Wednesday 26 July 2017

Hospitals write off €10m in bad debts for A&E

The hospital which accrued the highest losses over the period was Cork University Hospital, writing off bad debts of just under €1.5m. File photo
The hospital which accrued the highest losses over the period was Cork University Hospital, writing off bad debts of just under €1.5m. File photo

Ryan Nugent

Hospitals have written off more than €10m in bad debts for their emergency departments over the course of four years.

Figures obtained by the Irish Independent under the Freedom of Information Act show that 25 hospitals across the country have lost out on large payments.

The bad debts do not include the large Dublin hospitals or University Hospital Limerick, and are dated between 2010 and 2014 - the latest figures available from the HSE.

The hospital which accrued the highest losses over the period was Cork University Hospital, writing off bad debts of just under €1.5m. In total, over the four years, its losses were €1,493,789.

In the same space of time, the hospital took in €3,878,789 in net charges raised - indicating that more than one in every four people attending the emergency room had not paid the charges.

Yesterday, the hospital had 30 patients waiting on trolleys - one of the biggest queues in the country.

Infectious

Cork isn't the only hospital in the south that has accrued significantly high bad debts. Kerry General Hospital accumulated losses of €636,011 over the corresponding period.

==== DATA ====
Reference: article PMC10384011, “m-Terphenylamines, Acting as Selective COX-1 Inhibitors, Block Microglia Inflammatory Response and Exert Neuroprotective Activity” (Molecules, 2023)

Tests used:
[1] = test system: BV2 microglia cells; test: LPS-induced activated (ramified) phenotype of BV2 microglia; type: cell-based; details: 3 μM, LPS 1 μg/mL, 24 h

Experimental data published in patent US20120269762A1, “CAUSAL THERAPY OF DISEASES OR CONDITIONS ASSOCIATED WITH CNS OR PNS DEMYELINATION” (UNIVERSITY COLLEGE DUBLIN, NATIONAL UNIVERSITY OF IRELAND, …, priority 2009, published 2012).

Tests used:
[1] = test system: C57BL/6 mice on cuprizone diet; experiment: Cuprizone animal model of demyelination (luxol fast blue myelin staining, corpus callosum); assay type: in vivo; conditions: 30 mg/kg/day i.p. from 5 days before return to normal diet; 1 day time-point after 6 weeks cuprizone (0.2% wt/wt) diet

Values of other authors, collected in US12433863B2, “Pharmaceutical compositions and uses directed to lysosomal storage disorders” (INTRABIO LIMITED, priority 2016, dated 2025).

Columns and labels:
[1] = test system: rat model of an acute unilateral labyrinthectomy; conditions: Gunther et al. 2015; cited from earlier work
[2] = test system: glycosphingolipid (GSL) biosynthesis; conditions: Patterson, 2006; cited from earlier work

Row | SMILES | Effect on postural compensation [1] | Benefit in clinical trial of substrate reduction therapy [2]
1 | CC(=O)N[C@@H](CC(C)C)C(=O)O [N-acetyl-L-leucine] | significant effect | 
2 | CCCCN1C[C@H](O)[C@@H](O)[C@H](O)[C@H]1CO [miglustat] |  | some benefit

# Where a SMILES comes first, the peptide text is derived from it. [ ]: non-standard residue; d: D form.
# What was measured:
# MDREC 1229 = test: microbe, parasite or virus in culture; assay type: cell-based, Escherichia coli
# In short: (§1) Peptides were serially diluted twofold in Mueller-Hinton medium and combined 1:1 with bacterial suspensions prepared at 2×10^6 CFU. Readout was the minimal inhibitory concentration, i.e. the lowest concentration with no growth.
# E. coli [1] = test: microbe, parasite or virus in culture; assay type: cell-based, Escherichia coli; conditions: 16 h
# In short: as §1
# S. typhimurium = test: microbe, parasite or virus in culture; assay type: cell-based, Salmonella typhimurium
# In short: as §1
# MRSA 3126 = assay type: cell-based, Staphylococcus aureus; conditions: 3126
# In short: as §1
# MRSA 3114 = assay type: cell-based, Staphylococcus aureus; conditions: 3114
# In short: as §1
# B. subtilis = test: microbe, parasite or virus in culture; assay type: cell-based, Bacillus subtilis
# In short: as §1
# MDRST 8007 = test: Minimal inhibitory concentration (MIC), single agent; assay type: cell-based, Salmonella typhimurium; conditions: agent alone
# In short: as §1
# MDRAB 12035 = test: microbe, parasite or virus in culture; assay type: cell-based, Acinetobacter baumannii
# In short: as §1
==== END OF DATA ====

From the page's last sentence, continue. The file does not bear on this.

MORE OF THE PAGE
Further up the country, Portlaoise Hospital amassed more than half a million euro in bad debts over the period.

Meanwhile, there were massive fluctuations in the numbers at Our Lady of Lourdes Hospital in Drogheda, which ranged between €5,000 and €615,000, with the hospital accumulating €822,365 between 2012 and 2014.

Patients who attend the emergency department are charged a standard fee of €100 if they are not referred to the hospital by a GP.

However, there is no charge if they have been referred by their doctor.

The HSE said the charge was not applicable to those who were medical card holders, receiving treatment for prescribed infectious diseases or those who were entitled to hospital services under EU regulations.

The net charges raised by the hospitals worked out at more than €9m each year, totalling €37,199,554.

The only Dublin hospital included in the figures released to the Irish Independent was Connolly Memorial Hospital in Blanchardstown.

While the hospital took in some €1,489,363 over the four years, its bad debts written off came to €582,505.

Irish Independent

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